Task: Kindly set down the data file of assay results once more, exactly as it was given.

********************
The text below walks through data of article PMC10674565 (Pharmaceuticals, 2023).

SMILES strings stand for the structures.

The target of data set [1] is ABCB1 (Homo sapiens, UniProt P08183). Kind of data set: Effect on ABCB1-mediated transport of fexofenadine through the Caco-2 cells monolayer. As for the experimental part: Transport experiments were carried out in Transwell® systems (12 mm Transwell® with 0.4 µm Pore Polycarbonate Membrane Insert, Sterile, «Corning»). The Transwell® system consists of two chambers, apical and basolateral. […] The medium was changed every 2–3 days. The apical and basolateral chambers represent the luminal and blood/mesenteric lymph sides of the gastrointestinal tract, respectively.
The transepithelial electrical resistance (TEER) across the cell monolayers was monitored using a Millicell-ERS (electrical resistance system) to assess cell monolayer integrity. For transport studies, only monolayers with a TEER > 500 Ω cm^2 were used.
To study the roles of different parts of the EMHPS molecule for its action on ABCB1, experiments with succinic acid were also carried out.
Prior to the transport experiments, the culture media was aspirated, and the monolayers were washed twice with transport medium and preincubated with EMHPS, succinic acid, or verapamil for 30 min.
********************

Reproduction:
The text below walks through data of article PMC10674565 (Pharmaceuticals, 2023).

SMILES strings stand for the structures.

The target of data set [1] is ABCB1 (Homo sapiens, UniProt P08183). Kind of data set: Effect on ABCB1-mediated transport of fexofenadine through the Caco-2 cells monolayer. As for the experimental part: Transport experiments were carried out in Transwell® systems (12 mm Transwell® with 0.4 µm Pore Polycarbonate Membrane Insert, Sterile, «Corning»). The Transwell® system consists of two chambers, apical and basolateral. […] The medium was changed every 2–3 days. The apical and basolateral chambers represent the luminal and blood/mesenteric lymph sides of the gastrointestinal tract, respectively.
The transepithelial electrical resistance (TEER) across the cell monolayers was monitored using a Millicell-ERS (electrical resistance system) to assess cell monolayer integrity. For transport studies, only monolayers with a TEER > 500 Ω cm^2 were used.
To study the roles of different parts of the EMHPS molecule for its action on ABCB1, experiments with succinic acid were also carried out.
Prior to the transport experiments, the culture media was aspirated, and the monolayers were washed twice with transport medium and preincubated with EMHPS, succinic acid, or verapamil for 30 min.